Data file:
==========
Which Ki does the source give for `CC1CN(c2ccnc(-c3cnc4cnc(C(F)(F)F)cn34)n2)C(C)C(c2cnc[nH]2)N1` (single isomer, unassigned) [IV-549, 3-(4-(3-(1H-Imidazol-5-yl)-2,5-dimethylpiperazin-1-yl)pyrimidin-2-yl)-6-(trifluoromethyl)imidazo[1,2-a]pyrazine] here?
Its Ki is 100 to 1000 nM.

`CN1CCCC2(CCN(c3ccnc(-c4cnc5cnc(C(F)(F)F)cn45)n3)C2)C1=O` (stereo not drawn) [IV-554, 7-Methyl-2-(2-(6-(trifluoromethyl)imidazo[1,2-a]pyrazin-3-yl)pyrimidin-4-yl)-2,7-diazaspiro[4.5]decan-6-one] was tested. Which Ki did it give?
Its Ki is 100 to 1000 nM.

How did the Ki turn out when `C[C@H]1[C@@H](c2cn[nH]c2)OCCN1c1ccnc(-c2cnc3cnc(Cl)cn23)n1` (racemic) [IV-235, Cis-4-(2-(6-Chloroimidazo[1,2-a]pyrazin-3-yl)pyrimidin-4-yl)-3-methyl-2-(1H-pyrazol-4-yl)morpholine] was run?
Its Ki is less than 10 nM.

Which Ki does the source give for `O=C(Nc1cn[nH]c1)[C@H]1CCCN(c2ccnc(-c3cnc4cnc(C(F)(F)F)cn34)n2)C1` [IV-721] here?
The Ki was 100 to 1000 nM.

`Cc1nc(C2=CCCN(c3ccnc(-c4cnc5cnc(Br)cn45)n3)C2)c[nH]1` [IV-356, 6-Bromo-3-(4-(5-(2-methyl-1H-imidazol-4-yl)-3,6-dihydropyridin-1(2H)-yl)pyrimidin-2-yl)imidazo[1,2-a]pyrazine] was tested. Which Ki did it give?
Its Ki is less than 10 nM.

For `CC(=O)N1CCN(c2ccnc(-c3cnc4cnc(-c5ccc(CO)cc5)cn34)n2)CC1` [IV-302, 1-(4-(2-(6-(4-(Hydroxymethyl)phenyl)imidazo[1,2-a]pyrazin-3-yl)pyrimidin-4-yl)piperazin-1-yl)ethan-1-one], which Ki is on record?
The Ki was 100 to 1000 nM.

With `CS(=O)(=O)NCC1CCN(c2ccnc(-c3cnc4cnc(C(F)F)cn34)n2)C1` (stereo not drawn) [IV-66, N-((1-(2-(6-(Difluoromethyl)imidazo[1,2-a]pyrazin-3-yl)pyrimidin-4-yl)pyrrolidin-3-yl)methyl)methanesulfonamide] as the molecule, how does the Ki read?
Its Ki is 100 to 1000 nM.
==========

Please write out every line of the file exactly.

Which Ki does the source give for `CC1CN(c2ccnc(-c3cnc4cnc(C(F)(F)F)cn34)n2)C(C)C(c2cnc[nH]2)N1` (single isomer, unassigned) [IV-549, 3-(4-(3-(1H-Imidazol-5-yl)-2,5-dimethylpiperazin-1-yl)pyrimidin-2-yl)-6-(trifluoromethyl)imidazo[1,2-a]pyrazine] here?
Its Ki is 100 to 1000 nM.

`CN1CCCC2(CCN(c3ccnc(-c4cnc5cnc(C(F)(F)F)cn45)n3)C2)C1=O` (stereo not drawn) [IV-554, 7-Methyl-2-(2-(6-(trifluoromethyl)imidazo[1,2-a]pyrazin-3-yl)pyrimidin-4-yl)-2,7-diazaspiro[4.5]decan-6-one] was tested. Which Ki did it give?
Its Ki is 100 to 1000 nM.

How did the Ki turn out when `C[C@H]1[C@@H](c2cn[nH]c2)OCCN1c1ccnc(-c2cnc3cnc(Cl)cn23)n1` (racemic) [IV-235, Cis-4-(2-(6-Chloroimidazo[1,2-a]pyrazin-3-yl)pyrimidin-4-yl)-3-methyl-2-(1H-pyrazol-4-yl)morpholine] was run?
Its Ki is less than 10 nM.

Which Ki does the source give for `O=C(Nc1cn[nH]c1)[C@H]1CCCN(c2ccnc(-c3cnc4cnc(C(F)(F)F)cn34)n2)C1` [IV-721] here?
The Ki was 100 to 1000 nM.

`Cc1nc(C2=CCCN(c3ccnc(-c4cnc5cnc(Br)cn45)n3)C2)c[nH]1` [IV-356, 6-Bromo-3-(4-(5-(2-methyl-1H-imidazol-4-yl)-3,6-dihydropyridin-1(2H)-yl)pyrimidin-2-yl)imidazo[1,2-a]pyrazine] was tested. Which Ki did it give?
Its Ki is less than 10 nM.

For `CC(=O)N1CCN(c2ccnc(-c3cnc4cnc(-c5ccc(CO)cc5)cn34)n2)CC1` [IV-302, 1-(4-(2-(6-(4-(Hydroxymethyl)phenyl)imidazo[1,2-a]pyrazin-3-yl)pyrimidin-4-yl)piperazin-1-yl)ethan-1-one], which Ki is on record?
The Ki was 100 to 1000 nM.

With `CS(=O)(=O)NCC1CCN(c2ccnc(-c3cnc4cnc(C(F)F)cn34)n2)C1` (stereo not drawn) [IV-66, N-((1-(2-(6-(Difluoromethyl)imidazo[1,2-a]pyrazin-3-yl)pyrimidin-4-yl)pyrrolidin-3-yl)methyl)methanesulfonamide] as the molecule, how does the Ki read?
Its Ki is 100 to 1000 nM.